Strong demand continues to push up already high prices, especially landed properties.
Future generations will have to get used to living in a box in the sky.
The past six months have seen a deluge of property advertisements in the Friday, Saturday and Sunday newspaper issues. There are eager buyers out there, still.
And this interest will probably continue until the end of this year, notwithstanding the growing worries in Europe and the US and the bubble-like scenario in China and Hong Kong.
When it comes to property investment, a buyer’s first option will always be for landed units.
But as a former head of mortgage of a local bank lamented, of late, launches of landed properties have been few and far between. They are either very pricey or out of the way from the mainstream city life (or both). But despite the issue of price and location, landed units continue to be popular.
In April, the KL Kepong group launched the first phase of Bandar Seri Coalfields in Sungai Buloh, Selangor. About 40 units of 22 ft by 75 ft and 72 units of 24 ft by 75 ft double-storey housing priced from RM308,000 and RM348,000 respectively were put on sale. A total of 112 units were released into the market.
It was so popular that the remaining 107 and 56 units of the respective sizes were soon put up for sale at increased prices starting from RM328,000 and RM368,000 respectively, representing an increase of 6.5% and 5.7%.
Altogether, a total of 340 units were launched on two separate occasions in the first phase sale of this new township.
Over in Setia Alam, Shah Alam, one of Malaysia’s largest developers, SP Setia Bhd, launched double storey cluster housing (30 ft by 55 ft) last Saturday, priced from RM568,000. A ballot was organised for the 116 units. Over in Klang, IOI Properties sold about half of its 128 units of freehold two-storey terrace houses in Bandar Puteri, Klang priced from RM468,800. This project was launched in April. The unsold ones are located close to the highway or junctions. Over in Desa ParkCity, despite a price tag of RM2.8mil, The Mansions by Perdana ParkCity Sdn Bhd proved to be highly popular. A ballot was also organised for this.
Although they were sold as terraced link houses, they were not of the same category as those launched in Sg Buloh and Shah Alam, as the ParkCity offerings have built-ups averaging from 5,000 to 6,000 sq ft. They have the space of semi-detached houses although they were sold as linked terrace housing located in a niche housing development.
A single feature linked all the above four launches; they are landed units and other than the Klang project, they were all sold in a jiffy, despite the high price tag and the fact that some of these properties are located in Sg Buloh.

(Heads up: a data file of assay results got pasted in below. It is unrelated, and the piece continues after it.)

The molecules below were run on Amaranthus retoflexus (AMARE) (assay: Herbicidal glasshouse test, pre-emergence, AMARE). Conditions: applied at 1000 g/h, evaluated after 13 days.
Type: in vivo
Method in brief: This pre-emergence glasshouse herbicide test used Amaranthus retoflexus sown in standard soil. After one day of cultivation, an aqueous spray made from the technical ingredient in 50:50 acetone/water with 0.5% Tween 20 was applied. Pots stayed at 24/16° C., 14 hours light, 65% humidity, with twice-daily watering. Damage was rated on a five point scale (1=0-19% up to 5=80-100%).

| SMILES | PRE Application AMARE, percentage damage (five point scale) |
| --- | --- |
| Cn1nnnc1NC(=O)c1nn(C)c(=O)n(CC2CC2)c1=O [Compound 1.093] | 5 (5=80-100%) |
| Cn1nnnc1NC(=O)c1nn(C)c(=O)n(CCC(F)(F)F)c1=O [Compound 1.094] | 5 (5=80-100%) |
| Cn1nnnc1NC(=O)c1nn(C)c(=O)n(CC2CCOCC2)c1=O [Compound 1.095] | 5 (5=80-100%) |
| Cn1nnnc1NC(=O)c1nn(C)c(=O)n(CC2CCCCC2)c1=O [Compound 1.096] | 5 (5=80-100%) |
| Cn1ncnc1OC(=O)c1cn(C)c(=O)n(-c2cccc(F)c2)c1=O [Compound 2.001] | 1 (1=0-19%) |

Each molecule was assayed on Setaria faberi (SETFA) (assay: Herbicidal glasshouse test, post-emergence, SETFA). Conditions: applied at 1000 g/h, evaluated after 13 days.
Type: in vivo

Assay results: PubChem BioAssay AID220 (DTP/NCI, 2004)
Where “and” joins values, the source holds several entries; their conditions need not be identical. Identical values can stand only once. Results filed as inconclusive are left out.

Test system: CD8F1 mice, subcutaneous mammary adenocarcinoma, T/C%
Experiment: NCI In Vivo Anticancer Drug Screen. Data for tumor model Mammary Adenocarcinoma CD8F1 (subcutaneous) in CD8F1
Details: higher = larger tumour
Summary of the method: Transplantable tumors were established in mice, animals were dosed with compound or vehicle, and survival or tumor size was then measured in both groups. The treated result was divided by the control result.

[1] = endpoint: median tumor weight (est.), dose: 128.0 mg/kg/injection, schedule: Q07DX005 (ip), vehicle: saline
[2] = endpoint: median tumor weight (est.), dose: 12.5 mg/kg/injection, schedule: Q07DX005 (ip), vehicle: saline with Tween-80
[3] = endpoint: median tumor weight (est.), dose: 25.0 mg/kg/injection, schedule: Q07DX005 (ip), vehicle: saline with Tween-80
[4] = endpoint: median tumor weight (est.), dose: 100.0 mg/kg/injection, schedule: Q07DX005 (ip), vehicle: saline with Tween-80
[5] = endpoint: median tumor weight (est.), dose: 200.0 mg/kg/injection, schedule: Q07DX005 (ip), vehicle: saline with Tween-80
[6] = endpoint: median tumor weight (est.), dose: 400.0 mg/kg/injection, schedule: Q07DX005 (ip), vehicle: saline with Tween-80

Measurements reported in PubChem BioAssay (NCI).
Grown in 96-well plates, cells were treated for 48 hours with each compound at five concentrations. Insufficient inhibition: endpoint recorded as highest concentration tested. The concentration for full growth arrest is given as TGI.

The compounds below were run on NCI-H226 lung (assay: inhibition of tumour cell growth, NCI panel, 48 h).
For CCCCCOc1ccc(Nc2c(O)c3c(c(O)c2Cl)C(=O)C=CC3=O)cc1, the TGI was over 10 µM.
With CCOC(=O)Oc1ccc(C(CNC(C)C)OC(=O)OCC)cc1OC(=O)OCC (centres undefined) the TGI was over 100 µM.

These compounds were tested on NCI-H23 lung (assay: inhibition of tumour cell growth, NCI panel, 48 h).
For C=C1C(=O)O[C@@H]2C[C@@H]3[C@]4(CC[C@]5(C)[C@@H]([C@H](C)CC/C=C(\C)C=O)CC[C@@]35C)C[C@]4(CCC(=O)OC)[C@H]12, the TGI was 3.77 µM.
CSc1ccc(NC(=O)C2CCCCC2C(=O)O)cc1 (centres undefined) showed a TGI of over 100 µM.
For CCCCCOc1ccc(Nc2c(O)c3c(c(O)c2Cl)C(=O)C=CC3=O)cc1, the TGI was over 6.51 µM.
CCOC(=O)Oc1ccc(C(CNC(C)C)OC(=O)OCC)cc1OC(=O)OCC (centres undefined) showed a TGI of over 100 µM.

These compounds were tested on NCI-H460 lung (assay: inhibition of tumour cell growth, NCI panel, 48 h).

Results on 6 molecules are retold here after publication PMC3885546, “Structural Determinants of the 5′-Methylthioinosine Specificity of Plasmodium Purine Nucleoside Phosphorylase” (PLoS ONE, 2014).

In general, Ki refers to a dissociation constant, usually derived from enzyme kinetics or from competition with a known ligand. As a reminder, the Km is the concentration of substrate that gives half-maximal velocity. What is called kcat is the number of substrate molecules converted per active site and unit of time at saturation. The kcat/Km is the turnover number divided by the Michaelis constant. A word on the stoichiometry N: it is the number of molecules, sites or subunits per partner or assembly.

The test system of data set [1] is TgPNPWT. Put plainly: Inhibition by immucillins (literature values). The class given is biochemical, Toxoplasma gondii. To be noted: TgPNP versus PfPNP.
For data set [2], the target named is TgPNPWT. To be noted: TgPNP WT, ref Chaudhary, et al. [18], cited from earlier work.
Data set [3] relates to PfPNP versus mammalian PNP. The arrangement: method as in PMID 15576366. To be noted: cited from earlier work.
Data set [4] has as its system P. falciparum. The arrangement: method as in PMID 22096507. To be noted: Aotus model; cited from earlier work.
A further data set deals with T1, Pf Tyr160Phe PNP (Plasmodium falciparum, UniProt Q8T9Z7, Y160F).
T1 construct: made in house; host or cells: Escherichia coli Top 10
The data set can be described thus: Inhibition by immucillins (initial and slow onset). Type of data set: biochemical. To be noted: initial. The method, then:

When it comes to the sale of landed units, the strategy taken by developers today is different from that used several years ago.
Today, a small number of units are released, which gives the developer the opportunity to increase prices if the demand is good. Gone are the days when developers of townships launch 800 units of landed houses at one go with a single price structure.
KL Kepong’s Bandar Seri Coalfields is a township of about 1,000 acres. This will take years to complete. SP Setia’s Setia Alam is also a township of considerable size.
Over at ParkCity, at less than 500 acres, it is not a township but a small community that will have a population of about 7,000 in the future. However, other than using a different strategy in order to have better profit margins on the part of developer, there is also the need to look at quality as cost of construction increases. Buyers will have to look out for that.
There are a lot of things which house buyers do not see when they view a ‘dressed-up’ show unit.
These include the wiring, plumbing and what’s inside the plastered walls. Because of the buoyant demand today, there is the temptation to cut corners on the part of the developers as they go for better profit margins. However, there are also developers, who, having made their name and created a brand, will provide quality, which they charge buyers for and this is fair.
From a consumer’s point of view, it is better to be charged for a product or service of quality, than to have to pay for the lack of it later.
Once the price for landed units goes beyond the means of most, buyers will then consider high rise condominium units. Already, we are seeing quite a few very high end, high rise condominiums being promoted today. In Taman Tun Dr Ismail, Kuala Lumpur, a project will be launched soon, where a 1,500 sq ft box in the sky is expected to cost RM1.9mil; fully-furnished right down to the built-in microwave.
While all of us have seen the prices of landed units surge in the last 18 months, the time may have come for us to see prices go up for high rise condominium projects too.
A condominium project, with units averaging 2000 sq ft in Segambut Dalam, with high-tension cables splicing across half of the project and the NKVE at one end, were quicky sold at a price averaging half a million ringgit. The finishing and the sanitary and plumbing system were not of a high quality either and little can be said about the location.
Just because of the sharp demand for properties and as landed units in the Klang Valley become scarce, it is hoped that the quality of construction and materials used will not be compromised, both for landed and high rise residencies; especially, when the residency comes in a box in the sky.